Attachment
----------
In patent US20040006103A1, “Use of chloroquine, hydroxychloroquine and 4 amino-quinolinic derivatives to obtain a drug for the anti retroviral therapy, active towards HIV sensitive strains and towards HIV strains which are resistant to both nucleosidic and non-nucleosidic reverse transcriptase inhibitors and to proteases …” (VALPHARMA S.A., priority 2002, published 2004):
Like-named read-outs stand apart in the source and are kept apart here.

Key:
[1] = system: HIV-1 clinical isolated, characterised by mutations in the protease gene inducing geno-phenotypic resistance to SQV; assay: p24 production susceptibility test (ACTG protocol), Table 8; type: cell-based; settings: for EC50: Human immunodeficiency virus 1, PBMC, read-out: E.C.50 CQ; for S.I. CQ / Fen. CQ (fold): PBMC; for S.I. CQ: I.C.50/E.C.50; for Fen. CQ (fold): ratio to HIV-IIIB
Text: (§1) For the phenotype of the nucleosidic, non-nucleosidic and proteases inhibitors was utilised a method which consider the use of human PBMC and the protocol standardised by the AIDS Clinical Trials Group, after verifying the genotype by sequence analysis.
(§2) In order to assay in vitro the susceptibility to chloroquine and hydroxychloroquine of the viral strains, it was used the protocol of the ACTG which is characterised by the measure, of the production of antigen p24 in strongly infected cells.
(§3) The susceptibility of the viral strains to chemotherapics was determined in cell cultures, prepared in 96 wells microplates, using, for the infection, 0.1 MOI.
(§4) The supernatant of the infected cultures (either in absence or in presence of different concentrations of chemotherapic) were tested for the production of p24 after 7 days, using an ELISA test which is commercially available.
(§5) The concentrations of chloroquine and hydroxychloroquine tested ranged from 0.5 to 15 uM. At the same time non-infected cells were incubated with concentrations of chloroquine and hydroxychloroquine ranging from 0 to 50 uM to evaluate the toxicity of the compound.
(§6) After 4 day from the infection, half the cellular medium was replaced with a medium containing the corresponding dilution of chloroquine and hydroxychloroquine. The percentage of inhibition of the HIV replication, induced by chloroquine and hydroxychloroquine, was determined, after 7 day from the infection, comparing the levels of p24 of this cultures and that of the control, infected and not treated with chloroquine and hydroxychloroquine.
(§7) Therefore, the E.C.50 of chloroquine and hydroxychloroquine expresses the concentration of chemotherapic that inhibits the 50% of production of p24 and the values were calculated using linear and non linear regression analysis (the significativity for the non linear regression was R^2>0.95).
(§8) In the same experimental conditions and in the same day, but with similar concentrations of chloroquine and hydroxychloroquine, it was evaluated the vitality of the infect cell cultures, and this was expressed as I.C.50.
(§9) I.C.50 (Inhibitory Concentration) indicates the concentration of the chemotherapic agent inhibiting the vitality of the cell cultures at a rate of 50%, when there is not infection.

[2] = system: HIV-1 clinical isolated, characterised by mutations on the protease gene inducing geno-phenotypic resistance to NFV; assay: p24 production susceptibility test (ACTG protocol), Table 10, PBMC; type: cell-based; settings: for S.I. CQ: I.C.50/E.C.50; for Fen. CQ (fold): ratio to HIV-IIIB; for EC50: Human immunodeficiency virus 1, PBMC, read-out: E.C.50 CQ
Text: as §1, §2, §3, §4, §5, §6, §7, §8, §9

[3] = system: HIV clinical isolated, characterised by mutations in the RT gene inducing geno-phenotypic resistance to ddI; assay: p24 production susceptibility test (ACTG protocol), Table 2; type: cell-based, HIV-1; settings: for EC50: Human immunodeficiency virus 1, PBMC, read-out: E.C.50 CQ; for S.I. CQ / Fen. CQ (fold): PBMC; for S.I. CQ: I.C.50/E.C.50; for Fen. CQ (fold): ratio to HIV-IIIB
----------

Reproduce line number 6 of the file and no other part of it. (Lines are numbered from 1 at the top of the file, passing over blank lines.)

(§2) In order to assay in vitro the susceptibility to chloroquine and hydroxychloroquine of the viral strains, it was used the protocol of the ACTG which is characterised by the measure, of the production of antigen p24 in strongly infected cells.